Google vs. Microsoft may not be zero sum, but...

Will Google Apps hurt Microsoft? Yes, and probably without even trying.

...Today I saw something that should petrify Microsoft. I was visiting a large financial services company and couldn't help but notice Google Apps running throughout the floor as we strolled past. It turns out that the company is actively rolling out Google Apps because it figures the vast majority of its users have almost no need for full Microsoft Office functionality.

This was long the premise behind why enterprises would switch to OpenOffice, but I suspect that OpenOffice wasn't disruptive enough. It's not purely a question of license cost: It's also a question of training and deployment costs.

With Google Apps, the end-users are largely driving the change themselves. They want the change, because they're already using Google Apps (Gmail, Docs, Calendar) at home. Having these at the office is a welcome surprise, rather than an unpleasant surprise foisted on them by the IT department.

So, while the competition between Google and Microsoft might not be zero sum, Microsoft has a lot more to lose from the duel than Google does, which has seen Microsoft barely ripple the surface of its advertising hegemony despite a concerted effort to create waves. Google hasn't hurt Microsoft, either, but then, it hasn't really tried.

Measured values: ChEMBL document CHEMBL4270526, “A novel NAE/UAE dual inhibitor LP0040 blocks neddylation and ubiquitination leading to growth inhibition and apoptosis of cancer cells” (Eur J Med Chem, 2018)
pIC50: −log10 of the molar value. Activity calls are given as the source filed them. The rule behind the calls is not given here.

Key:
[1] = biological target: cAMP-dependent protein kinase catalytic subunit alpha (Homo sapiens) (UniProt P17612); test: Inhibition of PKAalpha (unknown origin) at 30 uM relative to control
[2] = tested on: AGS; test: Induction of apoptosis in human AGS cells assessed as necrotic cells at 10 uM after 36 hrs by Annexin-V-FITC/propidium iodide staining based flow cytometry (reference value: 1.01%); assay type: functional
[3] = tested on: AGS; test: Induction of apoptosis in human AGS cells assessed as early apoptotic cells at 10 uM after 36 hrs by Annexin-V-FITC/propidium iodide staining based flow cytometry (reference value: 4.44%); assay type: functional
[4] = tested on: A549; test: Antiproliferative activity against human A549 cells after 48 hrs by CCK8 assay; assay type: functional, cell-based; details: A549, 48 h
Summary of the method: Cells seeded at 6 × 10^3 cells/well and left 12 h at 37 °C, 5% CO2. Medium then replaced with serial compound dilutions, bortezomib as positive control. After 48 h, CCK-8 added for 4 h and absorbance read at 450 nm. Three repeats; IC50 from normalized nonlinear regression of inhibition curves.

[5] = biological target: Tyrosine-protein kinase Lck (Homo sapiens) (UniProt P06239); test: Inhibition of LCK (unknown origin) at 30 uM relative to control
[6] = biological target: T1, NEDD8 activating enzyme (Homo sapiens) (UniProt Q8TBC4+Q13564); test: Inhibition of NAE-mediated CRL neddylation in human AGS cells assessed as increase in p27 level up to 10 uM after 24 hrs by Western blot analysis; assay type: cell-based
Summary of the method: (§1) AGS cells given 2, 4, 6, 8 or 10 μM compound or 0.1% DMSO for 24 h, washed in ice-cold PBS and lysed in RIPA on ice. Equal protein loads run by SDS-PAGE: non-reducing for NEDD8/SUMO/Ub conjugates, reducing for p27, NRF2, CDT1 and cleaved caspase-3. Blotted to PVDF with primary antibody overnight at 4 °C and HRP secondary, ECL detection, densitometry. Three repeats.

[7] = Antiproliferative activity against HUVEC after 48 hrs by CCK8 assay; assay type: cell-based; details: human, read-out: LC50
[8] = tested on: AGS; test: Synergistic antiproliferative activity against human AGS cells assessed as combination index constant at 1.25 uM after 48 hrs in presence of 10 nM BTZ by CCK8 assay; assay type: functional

Yet.

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About the author

    Matt Asay is chief operating officer at Canonical, the company behind the Ubuntu Linux operating system. Prior to Canonical, Matt was general manager of the Americas division and vice president of business development at Alfresco, an open-source applications company. Matt brings a decade of in-the-trenches open-source business and legal experience to The Open Road, with an emphasis on emerging open-source business strategies and opportunities. He is a member of the CNET Blog Network and is not an employee of CNET. You can follow Matt on Twitter @mjasay.

     

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